Picnic comes to us from the French pique-nique. The original French meaning, first appearing in 1694 in the form repas à piquenique, referred to a meal where everyone contributed either food or money, a pot-luck meal. In modern French usage, the term has adopted the English sense of a meal eaten as part of an outing of some sort.
The first element in the French term, pique, is similar to the English pick. Both can mean to eat, in particular to eat in small, dainty mouthfuls. Nique originally had a meaning of nothing and later came to be used to mean a small coin. Undoubtedly chosen because it is reduplicative with pique, it can be interpreted to mean a trifle. So a picnic is a meal of small items or delicacies.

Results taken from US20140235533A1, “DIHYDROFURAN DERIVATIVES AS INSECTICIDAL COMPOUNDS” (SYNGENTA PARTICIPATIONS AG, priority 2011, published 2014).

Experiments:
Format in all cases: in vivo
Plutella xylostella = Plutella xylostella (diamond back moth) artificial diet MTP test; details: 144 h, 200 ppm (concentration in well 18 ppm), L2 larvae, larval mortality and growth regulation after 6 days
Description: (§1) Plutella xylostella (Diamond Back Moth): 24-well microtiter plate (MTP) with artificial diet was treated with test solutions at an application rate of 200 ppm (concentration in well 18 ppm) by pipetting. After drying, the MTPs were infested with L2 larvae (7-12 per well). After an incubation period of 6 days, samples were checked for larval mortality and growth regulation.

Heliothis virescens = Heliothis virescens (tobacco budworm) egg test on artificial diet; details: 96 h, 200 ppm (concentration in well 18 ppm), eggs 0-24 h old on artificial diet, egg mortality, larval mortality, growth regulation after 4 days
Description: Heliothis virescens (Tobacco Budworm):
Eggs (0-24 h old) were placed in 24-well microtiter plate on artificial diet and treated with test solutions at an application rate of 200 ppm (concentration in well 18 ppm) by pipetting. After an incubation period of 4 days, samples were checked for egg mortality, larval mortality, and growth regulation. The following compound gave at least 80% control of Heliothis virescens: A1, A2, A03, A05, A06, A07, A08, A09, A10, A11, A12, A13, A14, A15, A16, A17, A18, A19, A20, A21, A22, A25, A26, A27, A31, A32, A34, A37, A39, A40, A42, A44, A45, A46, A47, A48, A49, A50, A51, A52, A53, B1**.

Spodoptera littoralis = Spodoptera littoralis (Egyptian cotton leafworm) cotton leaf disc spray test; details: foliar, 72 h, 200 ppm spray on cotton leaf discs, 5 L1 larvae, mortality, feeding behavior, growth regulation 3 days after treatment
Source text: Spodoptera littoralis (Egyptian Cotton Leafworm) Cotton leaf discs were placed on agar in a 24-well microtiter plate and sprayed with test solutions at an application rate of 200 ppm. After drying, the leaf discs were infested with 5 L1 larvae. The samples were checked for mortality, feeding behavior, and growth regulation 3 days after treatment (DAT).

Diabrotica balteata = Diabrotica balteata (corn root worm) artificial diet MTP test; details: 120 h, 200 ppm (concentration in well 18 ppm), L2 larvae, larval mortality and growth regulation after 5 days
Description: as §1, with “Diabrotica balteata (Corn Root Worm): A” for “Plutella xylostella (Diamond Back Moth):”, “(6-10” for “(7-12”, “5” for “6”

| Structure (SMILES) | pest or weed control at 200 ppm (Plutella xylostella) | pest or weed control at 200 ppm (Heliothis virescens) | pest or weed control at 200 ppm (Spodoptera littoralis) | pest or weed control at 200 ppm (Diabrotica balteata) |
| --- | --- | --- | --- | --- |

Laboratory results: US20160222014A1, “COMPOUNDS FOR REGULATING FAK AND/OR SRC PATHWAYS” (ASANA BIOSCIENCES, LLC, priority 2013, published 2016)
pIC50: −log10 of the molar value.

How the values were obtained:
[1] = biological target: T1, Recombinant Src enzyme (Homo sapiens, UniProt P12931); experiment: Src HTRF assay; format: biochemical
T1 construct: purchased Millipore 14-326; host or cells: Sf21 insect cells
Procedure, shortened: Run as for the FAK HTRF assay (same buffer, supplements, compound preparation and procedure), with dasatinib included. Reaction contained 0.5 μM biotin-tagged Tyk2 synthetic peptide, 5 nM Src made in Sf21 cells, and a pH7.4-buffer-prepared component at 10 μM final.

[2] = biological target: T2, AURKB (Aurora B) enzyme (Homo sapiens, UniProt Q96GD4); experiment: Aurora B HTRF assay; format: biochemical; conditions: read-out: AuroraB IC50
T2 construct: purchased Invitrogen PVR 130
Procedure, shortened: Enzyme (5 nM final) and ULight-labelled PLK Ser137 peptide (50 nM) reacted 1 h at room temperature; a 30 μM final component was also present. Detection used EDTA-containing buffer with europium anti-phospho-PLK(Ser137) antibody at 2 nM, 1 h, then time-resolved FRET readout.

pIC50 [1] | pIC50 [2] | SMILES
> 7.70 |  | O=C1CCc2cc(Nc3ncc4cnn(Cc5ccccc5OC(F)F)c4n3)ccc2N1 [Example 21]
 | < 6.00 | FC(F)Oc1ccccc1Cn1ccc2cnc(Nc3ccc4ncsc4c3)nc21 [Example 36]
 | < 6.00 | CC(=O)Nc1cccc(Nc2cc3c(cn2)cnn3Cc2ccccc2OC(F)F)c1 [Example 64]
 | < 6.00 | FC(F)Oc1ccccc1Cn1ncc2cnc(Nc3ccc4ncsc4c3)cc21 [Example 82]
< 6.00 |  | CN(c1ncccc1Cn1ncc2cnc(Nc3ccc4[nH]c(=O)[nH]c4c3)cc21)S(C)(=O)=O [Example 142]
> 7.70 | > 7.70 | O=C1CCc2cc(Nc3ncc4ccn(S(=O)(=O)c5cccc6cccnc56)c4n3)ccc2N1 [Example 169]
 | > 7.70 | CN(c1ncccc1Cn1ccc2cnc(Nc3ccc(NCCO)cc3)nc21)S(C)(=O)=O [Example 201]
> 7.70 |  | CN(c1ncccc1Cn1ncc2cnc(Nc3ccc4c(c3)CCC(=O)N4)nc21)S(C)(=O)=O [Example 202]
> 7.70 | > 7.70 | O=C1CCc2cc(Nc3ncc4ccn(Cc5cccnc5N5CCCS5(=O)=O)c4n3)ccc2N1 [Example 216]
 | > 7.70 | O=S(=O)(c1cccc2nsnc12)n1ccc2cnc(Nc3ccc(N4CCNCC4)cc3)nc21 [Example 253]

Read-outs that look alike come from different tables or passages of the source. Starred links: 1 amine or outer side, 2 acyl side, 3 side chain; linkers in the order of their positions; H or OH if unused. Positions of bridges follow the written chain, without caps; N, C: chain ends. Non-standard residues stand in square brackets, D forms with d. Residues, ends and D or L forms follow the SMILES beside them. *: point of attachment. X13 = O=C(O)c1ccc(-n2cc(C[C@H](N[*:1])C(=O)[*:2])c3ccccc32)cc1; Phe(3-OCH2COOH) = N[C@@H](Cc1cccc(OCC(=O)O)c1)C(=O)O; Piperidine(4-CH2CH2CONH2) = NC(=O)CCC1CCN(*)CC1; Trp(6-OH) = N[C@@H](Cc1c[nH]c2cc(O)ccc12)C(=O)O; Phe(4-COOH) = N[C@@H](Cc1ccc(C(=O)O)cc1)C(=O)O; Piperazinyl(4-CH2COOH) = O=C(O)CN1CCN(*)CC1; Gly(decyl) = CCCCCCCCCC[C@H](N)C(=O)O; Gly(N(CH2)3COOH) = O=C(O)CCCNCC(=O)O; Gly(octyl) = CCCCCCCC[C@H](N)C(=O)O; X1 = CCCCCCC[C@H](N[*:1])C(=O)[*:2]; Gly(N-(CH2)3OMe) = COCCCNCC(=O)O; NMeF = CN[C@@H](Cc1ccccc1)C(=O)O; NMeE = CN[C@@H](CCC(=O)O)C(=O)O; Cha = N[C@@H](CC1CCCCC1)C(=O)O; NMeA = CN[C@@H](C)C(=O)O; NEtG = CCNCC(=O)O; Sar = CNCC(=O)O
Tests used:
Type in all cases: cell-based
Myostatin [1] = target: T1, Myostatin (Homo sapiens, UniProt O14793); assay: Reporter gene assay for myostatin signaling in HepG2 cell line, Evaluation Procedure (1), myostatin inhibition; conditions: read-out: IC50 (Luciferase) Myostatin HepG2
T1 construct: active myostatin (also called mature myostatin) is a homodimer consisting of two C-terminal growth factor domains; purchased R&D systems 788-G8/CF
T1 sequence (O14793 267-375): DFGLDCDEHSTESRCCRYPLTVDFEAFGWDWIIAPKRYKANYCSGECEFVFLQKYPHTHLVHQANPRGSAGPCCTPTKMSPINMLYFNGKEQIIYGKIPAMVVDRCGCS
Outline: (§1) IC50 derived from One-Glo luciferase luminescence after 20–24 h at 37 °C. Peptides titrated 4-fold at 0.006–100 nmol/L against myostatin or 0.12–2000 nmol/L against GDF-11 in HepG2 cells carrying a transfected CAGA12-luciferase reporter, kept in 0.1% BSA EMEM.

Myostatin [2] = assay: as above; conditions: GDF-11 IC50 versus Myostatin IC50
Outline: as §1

Picnic makes its English appearance in 1748 in a letter by the 4th Earl of Chesterfield:
I like the description of your pic-nic, where I take it for granted that your cards are only to break the formality of a circle.
But English use of picnic did not become widespread until around 1800.
Folklore has the origin of this word as lynching party for blacks in the American South, deriving from the phrase pick an nigger. This is absolutely incorrect. The word’s origin is in Europe, has no racial overtones whatsoever, and, as we have seen, long predates the practice of lynching blacks.
(Source: Oxford English Dictionary, 3rd Edition)
Copyright 1997-2016, by David Wilton